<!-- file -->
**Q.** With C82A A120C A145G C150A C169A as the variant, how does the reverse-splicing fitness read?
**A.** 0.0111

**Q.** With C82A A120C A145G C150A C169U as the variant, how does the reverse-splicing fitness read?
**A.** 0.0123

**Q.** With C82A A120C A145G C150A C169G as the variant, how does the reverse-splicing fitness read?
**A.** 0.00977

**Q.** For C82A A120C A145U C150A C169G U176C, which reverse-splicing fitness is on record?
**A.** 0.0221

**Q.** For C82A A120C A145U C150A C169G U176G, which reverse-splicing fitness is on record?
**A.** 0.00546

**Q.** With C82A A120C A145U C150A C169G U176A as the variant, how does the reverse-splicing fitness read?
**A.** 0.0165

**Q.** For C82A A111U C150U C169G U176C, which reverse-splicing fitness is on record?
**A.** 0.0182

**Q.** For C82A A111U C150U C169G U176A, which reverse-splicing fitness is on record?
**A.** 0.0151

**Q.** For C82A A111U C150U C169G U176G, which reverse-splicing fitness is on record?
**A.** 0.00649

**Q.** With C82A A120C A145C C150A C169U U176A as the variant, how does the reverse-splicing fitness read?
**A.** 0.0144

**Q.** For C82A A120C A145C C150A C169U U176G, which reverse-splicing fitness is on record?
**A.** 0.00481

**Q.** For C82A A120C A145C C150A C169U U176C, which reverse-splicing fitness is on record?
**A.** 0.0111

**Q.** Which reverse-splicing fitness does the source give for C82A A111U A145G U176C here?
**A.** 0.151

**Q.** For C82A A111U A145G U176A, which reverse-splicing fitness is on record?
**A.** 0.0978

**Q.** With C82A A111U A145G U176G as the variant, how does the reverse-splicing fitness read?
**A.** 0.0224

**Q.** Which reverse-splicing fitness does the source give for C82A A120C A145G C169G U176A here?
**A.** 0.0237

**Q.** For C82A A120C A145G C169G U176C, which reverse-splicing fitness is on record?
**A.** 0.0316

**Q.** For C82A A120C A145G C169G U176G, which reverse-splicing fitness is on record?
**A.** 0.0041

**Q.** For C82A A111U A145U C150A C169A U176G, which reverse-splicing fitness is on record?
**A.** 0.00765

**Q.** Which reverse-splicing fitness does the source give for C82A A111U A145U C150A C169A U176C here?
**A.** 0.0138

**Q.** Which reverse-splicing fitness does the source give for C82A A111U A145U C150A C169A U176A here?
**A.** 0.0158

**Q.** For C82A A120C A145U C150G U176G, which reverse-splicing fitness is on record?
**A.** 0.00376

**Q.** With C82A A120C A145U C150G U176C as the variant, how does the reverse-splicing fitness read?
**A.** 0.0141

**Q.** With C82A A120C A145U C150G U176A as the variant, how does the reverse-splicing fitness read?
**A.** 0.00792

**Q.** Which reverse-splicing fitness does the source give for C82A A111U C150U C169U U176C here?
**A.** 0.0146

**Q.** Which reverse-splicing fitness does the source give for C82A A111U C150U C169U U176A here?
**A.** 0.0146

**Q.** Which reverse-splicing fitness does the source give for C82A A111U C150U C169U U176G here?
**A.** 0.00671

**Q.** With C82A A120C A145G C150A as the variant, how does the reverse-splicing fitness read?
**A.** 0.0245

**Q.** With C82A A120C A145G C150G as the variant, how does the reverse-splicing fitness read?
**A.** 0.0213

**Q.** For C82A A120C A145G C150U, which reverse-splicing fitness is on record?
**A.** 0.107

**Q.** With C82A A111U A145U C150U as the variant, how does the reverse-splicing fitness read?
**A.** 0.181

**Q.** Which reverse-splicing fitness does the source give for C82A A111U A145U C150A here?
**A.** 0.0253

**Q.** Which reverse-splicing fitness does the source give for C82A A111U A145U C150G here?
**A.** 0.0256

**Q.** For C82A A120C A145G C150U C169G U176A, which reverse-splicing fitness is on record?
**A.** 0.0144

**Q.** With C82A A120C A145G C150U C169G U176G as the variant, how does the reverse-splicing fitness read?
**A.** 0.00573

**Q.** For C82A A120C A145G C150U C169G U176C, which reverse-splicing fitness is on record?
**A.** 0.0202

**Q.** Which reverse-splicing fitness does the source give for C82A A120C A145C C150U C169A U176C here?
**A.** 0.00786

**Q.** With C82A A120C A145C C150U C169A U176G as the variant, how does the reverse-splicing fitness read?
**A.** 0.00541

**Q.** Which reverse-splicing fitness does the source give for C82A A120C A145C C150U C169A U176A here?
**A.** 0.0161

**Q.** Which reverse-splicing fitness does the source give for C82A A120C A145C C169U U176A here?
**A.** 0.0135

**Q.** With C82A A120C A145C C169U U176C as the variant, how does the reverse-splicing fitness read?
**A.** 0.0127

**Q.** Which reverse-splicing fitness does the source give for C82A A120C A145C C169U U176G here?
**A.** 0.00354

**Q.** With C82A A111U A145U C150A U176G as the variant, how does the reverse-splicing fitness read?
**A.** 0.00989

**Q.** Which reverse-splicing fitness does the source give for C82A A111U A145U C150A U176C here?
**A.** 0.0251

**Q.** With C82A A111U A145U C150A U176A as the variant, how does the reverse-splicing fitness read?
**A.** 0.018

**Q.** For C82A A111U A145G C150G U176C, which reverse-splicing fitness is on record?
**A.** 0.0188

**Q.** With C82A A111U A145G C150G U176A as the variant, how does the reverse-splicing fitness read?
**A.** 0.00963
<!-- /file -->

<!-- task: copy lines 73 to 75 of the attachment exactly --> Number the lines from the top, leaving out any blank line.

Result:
**Q.** Which reverse-splicing fitness does the source give for C82A A120C A145C C150U C169A U176C here?
**A.** 0.00786

**Q.** With C82A A120C A145C C150U C169A U176G as the variant, how does the reverse-splicing fitness read?